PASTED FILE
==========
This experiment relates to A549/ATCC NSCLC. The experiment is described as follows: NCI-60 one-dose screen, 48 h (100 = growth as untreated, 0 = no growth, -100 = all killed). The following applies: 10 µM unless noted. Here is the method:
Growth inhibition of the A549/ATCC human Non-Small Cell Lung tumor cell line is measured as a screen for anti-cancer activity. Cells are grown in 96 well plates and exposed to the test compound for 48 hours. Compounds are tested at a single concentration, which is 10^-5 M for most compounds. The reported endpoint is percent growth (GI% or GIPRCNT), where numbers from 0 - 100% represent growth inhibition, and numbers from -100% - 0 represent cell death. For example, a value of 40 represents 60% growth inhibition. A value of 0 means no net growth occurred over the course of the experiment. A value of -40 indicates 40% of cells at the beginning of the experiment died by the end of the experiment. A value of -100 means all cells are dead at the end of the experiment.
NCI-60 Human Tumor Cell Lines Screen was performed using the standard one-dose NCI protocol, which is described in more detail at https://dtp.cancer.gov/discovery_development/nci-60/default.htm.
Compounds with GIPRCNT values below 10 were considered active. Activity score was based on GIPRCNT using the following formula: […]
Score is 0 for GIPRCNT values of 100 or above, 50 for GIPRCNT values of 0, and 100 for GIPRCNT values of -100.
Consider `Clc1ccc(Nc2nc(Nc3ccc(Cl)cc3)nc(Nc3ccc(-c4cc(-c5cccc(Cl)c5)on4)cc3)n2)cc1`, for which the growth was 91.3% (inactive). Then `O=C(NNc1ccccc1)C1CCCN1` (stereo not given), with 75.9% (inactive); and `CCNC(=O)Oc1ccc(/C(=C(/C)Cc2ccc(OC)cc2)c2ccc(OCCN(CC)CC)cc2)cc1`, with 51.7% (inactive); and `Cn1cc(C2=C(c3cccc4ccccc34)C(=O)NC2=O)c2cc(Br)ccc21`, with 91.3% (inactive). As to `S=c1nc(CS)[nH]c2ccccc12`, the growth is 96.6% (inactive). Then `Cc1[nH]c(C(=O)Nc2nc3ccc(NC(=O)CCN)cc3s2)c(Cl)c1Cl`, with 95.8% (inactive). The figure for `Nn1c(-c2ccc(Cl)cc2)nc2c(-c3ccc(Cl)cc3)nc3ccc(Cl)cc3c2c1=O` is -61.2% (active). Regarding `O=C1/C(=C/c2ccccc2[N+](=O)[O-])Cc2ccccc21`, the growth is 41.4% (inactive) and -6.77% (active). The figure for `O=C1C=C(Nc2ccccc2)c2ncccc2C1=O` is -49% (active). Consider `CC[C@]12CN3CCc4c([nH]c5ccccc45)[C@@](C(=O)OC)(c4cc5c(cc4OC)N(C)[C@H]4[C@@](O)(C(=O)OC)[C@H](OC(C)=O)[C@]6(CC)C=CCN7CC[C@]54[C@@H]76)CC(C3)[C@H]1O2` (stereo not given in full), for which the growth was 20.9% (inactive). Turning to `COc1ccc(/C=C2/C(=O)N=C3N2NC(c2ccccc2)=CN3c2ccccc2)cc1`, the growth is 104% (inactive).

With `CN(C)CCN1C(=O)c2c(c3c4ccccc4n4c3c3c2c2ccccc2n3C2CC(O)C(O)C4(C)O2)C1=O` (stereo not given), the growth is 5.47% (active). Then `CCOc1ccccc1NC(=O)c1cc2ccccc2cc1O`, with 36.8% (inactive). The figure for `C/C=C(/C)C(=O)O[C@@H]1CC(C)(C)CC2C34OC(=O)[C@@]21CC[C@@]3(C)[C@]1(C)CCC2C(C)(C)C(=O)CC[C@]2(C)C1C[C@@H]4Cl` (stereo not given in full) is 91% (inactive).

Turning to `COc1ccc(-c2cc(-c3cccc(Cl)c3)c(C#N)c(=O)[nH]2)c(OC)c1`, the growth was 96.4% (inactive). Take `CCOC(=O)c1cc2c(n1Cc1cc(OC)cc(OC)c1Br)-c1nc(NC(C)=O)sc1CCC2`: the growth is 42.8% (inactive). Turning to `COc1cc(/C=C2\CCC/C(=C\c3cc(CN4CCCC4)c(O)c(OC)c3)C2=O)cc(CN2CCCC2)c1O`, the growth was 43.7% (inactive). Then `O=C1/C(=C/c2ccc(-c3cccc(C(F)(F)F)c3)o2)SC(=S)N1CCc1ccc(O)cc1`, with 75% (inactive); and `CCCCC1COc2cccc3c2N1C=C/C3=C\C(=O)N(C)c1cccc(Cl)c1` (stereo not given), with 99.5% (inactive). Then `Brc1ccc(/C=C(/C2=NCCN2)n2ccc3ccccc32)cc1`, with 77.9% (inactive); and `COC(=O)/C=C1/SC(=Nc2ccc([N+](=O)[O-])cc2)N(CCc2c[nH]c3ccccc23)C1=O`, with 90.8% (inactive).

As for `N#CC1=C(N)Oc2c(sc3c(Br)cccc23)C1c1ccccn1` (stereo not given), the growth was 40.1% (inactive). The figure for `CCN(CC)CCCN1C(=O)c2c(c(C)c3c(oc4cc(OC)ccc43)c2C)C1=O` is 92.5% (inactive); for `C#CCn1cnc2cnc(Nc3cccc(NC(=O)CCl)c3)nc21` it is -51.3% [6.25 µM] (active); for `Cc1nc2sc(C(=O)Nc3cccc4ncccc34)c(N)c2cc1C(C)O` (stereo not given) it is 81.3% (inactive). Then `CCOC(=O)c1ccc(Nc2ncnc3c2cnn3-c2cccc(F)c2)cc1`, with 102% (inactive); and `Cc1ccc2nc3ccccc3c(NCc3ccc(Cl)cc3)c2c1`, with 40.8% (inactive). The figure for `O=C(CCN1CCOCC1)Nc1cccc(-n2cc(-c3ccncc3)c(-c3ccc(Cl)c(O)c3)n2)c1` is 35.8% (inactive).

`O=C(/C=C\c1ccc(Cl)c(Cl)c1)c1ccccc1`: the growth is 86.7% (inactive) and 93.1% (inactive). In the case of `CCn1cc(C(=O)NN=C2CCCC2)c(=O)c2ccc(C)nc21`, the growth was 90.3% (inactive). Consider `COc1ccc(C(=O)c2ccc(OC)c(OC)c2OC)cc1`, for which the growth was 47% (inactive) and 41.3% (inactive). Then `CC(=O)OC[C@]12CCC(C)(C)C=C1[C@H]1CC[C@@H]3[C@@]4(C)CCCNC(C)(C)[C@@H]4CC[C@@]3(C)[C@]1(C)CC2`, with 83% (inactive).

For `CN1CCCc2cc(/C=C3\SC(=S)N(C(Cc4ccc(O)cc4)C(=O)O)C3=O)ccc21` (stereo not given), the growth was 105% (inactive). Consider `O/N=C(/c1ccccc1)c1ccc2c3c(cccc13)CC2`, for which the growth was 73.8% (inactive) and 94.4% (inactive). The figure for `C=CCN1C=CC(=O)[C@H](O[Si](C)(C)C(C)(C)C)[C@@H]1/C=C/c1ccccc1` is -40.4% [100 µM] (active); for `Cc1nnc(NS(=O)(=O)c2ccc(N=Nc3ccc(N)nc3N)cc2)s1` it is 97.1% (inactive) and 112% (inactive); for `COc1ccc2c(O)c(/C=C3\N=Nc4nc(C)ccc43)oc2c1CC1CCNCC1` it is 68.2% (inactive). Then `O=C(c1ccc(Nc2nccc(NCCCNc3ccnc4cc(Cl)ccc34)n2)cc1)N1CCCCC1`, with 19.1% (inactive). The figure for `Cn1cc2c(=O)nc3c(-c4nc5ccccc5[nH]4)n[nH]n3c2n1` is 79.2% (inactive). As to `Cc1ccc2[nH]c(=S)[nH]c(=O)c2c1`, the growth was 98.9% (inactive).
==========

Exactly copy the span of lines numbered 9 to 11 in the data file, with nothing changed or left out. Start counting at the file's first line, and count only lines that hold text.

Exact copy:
As for `N#CC1=C(N)Oc2c(sc3c(Br)cccc23)C1c1ccccn1` (stereo not given), the growth was 40.1% (inactive). The figure for `CCN(CC)CCCN1C(=O)c2c(c(C)c3c(oc4cc(OC)ccc43)c2C)C1=O` is 92.5% (inactive); for `C#CCn1cnc2cnc(Nc3cccc(NC(=O)CCl)c3)nc21` it is -51.3% [6.25 µM] (active); for `Cc1nc2sc(C(=O)Nc3cccc4ncccc34)c(N)c2cc1C(C)O` (stereo not given) it is 81.3% (inactive). Then `CCOC(=O)c1ccc(Nc2ncnc3c2cnn3-c2cccc(F)c2)cc1`, with 102% (inactive); and `Cc1ccc2nc3ccccc3c(NCc3ccc(Cl)cc3)c2c1`, with 40.8% (inactive). The figure for `O=C(CCN1CCOCC1)Nc1cccc(-n2cc(-c3ccncc3)c(-c3ccc(Cl)c(O)c3)n2)c1` is 35.8% (inactive).

`O=C(/C=C\c1ccc(Cl)c(Cl)c1)c1ccccc1`: the growth is 86.7% (inactive) and 93.1% (inactive). In the case of `CCn1cc(C(=O)NN=C2CCCC2)c(=O)c2ccc(C)nc21`, the growth was 90.3% (inactive). Consider `COc1ccc(C(=O)c2ccc(OC)c(OC)c2OC)cc1`, for which the growth was 47% (inactive) and 41.3% (inactive). Then `CC(=O)OC[C@]12CCC(C)(C)C=C1[C@H]1CC[C@@H]3[C@@]4(C)CCCNC(C)(C)[C@@H]4CC[C@@]3(C)[C@]1(C)CC2`, with 83% (inactive).

For `CN1CCCc2cc(/C=C3\SC(=S)N(C(Cc4ccc(O)cc4)C(=O)O)C3=O)ccc21` (stereo not given), the growth was 105% (inactive). Consider `O/N=C(/c1ccccc1)c1ccc2c3c(cccc13)CC2`, for which the growth was 73.8% (inactive) and 94.4% (inactive). The figure for `C=CCN1C=CC(=O)[C@H](O[Si](C)(C)C(C)(C)C)[C@@H]1/C=C/c1ccccc1` is -40.4% [100 µM] (active); for `Cc1nnc(NS(=O)(=O)c2ccc(N=Nc3ccc(N)nc3N)cc2)s1` it is 97.1% (inactive) and 112% (inactive); for `COc1ccc2c(O)c(/C=C3\N=Nc4nc(C)ccc43)oc2c1CC1CCNCC1` it is 68.2% (inactive). Then `O=C(c1ccc(Nc2nccc(NCCCNc3ccnc4cc(Cl)ccc34)n2)cc1)N1CCCCC1`, with 19.1% (inactive). The figure for `Cn1cc2c(=O)nc3c(-c4nc5ccccc5[nH]4)n[nH]n3c2n1` is 79.2% (inactive). As to `Cc1ccc2[nH]c(=S)[nH]c(=O)c2c1`, the growth was 98.9% (inactive).